What I think might be overlooked is that not only has a great deal of culture been created in this time period, but so has a stupendous amount of information relating to that culture. We’ve formalized things in a way that probably didn’t seem necessary or practical in past eras. It’s interesting to imagine what a medieval lute player would think of Slayer or what the Knickerbocker Club would think of modern baseball. But I also wonder what they’d make of the 117 different Billboard charts or a college football ranking system that takes into account six different computer-generated data sets.

Details play into our understanding of culture more and more, and Wikipedia and the Internet in general put them at our disposal with a minimum of effort. The ease with which facts can be learned has made it possible for netizens to be obsessed with ever more specific minutia. There are dusty Web backwaters where you can learn all about every conceivable piece of Calvin and Hobbes merchandise. About the lifetime winning percentages of all six Legends of the Hidden Temple teams. About the academic validity of the writing on blackboards in school-set pornographic films.

One side effect of all this, for me anyway, is a heightened fascination with those facts that still manage to fall through the cracks. If you have a basically proficient command of Google and something is still a mystery to you, chances are it is a mystery to society as a whole. Unsolved pop culture mysteries remind me of the vastness of time, in the face of a world where we expect nothing to still be hidden. Here are a few of the ones I find the most intriguing.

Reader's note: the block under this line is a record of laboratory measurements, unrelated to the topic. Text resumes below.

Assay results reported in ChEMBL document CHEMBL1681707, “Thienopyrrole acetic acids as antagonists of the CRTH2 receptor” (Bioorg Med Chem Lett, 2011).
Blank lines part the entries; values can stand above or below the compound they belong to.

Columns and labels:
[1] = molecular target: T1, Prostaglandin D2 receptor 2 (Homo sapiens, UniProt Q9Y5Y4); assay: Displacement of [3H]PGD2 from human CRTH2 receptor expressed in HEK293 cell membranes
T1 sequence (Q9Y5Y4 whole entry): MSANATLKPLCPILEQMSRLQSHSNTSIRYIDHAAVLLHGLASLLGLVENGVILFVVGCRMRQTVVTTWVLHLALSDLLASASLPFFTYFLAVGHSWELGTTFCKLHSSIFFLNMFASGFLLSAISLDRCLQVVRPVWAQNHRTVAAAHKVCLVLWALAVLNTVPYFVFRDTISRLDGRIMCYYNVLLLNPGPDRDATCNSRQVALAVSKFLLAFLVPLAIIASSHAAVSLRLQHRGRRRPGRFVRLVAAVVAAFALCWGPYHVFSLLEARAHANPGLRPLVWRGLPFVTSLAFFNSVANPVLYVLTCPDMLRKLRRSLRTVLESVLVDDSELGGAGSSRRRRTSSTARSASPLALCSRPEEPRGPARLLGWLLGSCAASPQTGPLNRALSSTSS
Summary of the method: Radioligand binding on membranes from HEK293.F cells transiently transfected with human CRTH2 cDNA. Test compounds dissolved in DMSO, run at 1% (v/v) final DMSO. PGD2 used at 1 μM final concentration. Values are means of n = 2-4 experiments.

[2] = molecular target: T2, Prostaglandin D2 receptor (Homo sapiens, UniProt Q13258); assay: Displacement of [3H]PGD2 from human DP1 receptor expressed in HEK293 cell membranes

What was “Ready ‘n’ Steady,” and what happened to it?

Joel Whitburn is a meticulous record collector and researcher whose mission it is to own and catalog every record that has appeared on the Billboard singles charts since they were invented in 1958. He now has them all, except one.

D.A.'s "Ready 'n' Steady" bubbles under the Hot 100 on June 16, 1979, then bubbles its way into oblivion three weeks later.

For three weeks in June 1979, a song called “Ready ‘n’ Steady” by an artist called D.A. appeared on the “Bubbling Under the Hot 100” chart (which was, at the time, simply positions nos. 101-110). It debuted at #106, went to #103 then #102, then dropped off the chart—and apparently off the face of the Earth.

No one is known to own a copy of the record or know what the song or artist even was. Whitburn, the authority in this area who has tracked down literally everything else, is totally stumped. He now says he isn’t sure whether the record exists at all.

But the evidence is right there. What makes the “Ready ‘n’ Steady” mystery especially confounding is that for a song to come close to the Hot 100 a song has to be, you know, popular. That no one would own or have much knowledge of, say, a legendary unreleased track like “Carnival of Light” is unsurprising. But songs get on the Billboard charts by having their records bought and being played on the radio. People have to have bought it. Radio stations have to have a copies stashed in their libraries. Someone has got to at least remember the damn thing, right? …Right?

There is one other possibility, one that would be pretty bizarre, though maybe no weirder than a charting song disappearing without a trace. That would be that the song never actually existed in the first place. Who knows why or how a fictitious entry could make it on the chart (for three weeks at that). Could it have been a copyright trap to determine if someone was copying their information? Mapmakers add fake towns to their maps for this purpose sometimes, but since Billboard wants its proprietary chart information to be repeated as much as possible, I don’t see how this could be. Could it have been an inside joke by a rogue Billboard employee? You can’t rule it out, though if that was it, they really should have thought harder about making up a jokier sounding title.

What happened to the “Shot Heard ‘ Round the World” ball?